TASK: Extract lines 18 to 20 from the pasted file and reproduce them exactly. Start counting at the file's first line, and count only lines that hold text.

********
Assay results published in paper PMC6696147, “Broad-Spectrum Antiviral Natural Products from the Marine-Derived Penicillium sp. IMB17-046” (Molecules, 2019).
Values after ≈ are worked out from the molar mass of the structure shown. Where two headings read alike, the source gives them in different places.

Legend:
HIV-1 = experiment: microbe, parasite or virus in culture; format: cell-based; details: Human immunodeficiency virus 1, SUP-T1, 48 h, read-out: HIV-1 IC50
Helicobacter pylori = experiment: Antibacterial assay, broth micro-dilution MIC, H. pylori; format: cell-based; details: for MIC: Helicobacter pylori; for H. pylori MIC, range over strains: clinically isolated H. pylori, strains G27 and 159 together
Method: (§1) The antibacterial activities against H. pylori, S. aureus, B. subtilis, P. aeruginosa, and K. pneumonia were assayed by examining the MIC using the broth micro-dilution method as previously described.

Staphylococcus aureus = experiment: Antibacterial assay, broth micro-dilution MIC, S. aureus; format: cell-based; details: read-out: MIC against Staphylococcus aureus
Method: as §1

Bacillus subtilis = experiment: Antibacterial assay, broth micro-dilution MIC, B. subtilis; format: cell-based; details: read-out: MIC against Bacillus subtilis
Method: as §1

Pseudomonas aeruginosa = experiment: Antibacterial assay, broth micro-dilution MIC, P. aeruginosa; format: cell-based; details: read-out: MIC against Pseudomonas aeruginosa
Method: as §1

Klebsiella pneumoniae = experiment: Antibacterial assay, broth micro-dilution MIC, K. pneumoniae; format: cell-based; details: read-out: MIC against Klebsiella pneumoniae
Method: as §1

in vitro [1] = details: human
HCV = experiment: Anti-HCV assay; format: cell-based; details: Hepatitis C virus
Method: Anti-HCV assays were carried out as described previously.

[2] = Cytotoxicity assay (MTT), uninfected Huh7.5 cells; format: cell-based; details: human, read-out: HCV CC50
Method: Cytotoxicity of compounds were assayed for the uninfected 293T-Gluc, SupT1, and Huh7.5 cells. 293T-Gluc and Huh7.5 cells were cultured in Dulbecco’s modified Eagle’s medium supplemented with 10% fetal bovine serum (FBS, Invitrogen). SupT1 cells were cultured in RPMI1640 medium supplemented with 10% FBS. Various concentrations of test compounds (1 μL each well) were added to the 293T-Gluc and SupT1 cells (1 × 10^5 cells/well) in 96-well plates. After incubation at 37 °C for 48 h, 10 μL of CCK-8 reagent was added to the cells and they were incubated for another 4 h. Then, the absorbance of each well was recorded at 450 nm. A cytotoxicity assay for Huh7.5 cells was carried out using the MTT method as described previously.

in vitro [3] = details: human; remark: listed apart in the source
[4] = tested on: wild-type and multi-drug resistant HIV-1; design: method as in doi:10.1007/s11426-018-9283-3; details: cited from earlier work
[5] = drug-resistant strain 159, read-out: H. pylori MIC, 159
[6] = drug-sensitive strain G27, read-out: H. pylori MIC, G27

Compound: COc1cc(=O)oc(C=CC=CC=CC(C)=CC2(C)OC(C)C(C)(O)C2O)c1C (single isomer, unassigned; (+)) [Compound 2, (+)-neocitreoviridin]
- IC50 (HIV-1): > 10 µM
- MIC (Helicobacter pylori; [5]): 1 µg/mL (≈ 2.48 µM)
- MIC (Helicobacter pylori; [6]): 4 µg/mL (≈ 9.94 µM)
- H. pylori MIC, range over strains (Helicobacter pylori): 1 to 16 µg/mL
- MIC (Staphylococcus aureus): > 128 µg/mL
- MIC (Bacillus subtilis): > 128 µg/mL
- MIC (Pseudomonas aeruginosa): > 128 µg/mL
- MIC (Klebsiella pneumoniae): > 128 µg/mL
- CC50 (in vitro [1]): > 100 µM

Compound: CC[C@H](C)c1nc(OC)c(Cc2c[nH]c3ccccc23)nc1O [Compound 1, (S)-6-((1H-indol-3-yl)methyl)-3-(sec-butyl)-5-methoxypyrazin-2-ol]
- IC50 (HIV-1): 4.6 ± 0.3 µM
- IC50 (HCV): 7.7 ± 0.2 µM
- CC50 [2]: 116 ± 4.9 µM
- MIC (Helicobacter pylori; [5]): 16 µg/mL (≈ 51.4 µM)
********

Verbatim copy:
[2] = Cytotoxicity assay (MTT), uninfected Huh7.5 cells; format: cell-based; details: human, read-out: HCV CC50
Method: Cytotoxicity of compounds were assayed for the uninfected 293T-Gluc, SupT1, and Huh7.5 cells. 293T-Gluc and Huh7.5 cells were cultured in Dulbecco’s modified Eagle’s medium supplemented with 10% fetal bovine serum (FBS, Invitrogen). SupT1 cells were cultured in RPMI1640 medium supplemented with 10% FBS. Various concentrations of test compounds (1 μL each well) were added to the 293T-Gluc and SupT1 cells (1 × 10^5 cells/well) in 96-well plates. After incubation at 37 °C for 48 h, 10 μL of CCK-8 reagent was added to the cells and they were incubated for another 4 h. Then, the absorbance of each well was recorded at 450 nm. A cytotoxicity assay for Huh7.5 cells was carried out using the MTT method as described previously.

in vitro [3] = details: human; remark: listed apart in the source